Hal Shelton Revisited: Designing and Producing Natural-Color Maps with Satellite Land Cover Data
Keywords: Adobe Photoshop, Blue Marble, Hal Shelton, Jeppesen Map Company, Library of Congress, MODIS Vegetation Continuous Fields, National Geographic Society, natural-color maps, National Land Cover Dataset, raster land cover data, satellite images, shaded relief
AbstractThis paper examines natural-color maps by focusing on the painted map art of Hal Shelton, the person most closely associated with developing the genre during the mid twentieth century. Advocating greater use of natural-color maps by contemporary cartographers, we discuss the advantages of natural-color maps compared to physical maps made with hypsometric tints; why natural-color maps, although admired, have remained comparatively rare; and the inadequacies of using satellite images as substitutes for natural-color maps. Seeking digital solutions, the paper then introduces techniques for designing and producing natural-color maps that are economical and within the skill range of most cartographers. The techniques, which use Adobe Photoshop software and satellite land cover data, yield maps similar in appearance to those made by Shelton, but with improved digital accuracy. Full-color illustrations show examples of Shelton’s maps and those produced by digital techniques.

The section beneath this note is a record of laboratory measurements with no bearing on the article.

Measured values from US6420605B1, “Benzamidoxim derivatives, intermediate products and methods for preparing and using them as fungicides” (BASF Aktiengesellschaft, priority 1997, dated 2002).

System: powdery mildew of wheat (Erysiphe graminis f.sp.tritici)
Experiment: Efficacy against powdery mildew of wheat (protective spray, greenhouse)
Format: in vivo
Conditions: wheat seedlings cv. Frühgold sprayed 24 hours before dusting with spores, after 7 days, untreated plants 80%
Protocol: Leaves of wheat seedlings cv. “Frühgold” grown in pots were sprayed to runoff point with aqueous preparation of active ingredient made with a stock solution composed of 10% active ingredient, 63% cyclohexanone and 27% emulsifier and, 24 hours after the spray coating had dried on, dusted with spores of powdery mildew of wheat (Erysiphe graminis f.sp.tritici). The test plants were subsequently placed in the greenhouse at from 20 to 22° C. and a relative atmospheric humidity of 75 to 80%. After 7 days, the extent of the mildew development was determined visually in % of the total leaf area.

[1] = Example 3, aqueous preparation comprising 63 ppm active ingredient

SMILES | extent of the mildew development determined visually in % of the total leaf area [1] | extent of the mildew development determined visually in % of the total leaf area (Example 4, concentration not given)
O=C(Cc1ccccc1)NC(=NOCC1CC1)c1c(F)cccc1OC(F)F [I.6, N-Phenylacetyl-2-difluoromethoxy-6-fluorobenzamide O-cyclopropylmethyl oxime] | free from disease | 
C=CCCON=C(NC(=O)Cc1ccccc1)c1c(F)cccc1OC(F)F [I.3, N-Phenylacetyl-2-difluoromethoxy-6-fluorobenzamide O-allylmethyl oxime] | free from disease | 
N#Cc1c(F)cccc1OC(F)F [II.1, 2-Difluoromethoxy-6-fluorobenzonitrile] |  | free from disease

How to Cite
Patterson, T., & Kelso, N. V. (2004). Hal Shelton Revisited: Designing and Producing Natural-Color Maps with Satellite Land Cover Data. Cartographic Perspectives, (47), 28-55. https://doi.org/10.14714/CP47.470
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